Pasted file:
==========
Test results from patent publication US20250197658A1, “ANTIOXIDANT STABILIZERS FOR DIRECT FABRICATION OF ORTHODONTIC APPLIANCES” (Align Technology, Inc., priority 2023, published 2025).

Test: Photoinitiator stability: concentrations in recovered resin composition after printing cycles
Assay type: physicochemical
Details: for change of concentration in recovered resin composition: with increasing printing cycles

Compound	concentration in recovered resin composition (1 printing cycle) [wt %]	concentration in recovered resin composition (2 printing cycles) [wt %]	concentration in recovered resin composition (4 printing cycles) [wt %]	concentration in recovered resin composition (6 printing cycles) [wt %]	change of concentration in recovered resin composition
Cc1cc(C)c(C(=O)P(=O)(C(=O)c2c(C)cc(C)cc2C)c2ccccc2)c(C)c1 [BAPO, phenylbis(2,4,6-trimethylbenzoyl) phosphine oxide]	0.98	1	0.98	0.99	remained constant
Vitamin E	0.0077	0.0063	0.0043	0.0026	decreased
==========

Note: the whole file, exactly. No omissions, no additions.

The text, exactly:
Test results from patent publication US20250197658A1, “ANTIOXIDANT STABILIZERS FOR DIRECT FABRICATION OF ORTHODONTIC APPLIANCES” (Align Technology, Inc., priority 2023, published 2025).

Test: Photoinitiator stability: concentrations in recovered resin composition after printing cycles
Assay type: physicochemical
Details: for change of concentration in recovered resin composition: with increasing printing cycles

Compound	concentration in recovered resin composition (1 printing cycle) [wt %]	concentration in recovered resin composition (2 printing cycles) [wt %]	concentration in recovered resin composition (4 printing cycles) [wt %]	concentration in recovered resin composition (6 printing cycles) [wt %]	change of concentration in recovered resin composition
Cc1cc(C)c(C(=O)P(=O)(C(=O)c2c(C)cc(C)cc2C)c2ccccc2)c(C)c1 [BAPO, phenylbis(2,4,6-trimethylbenzoyl) phosphine oxide]	0.98	1	0.98	0.99	remained constant
Vitamin E	0.0077	0.0063	0.0043	0.0026	decreased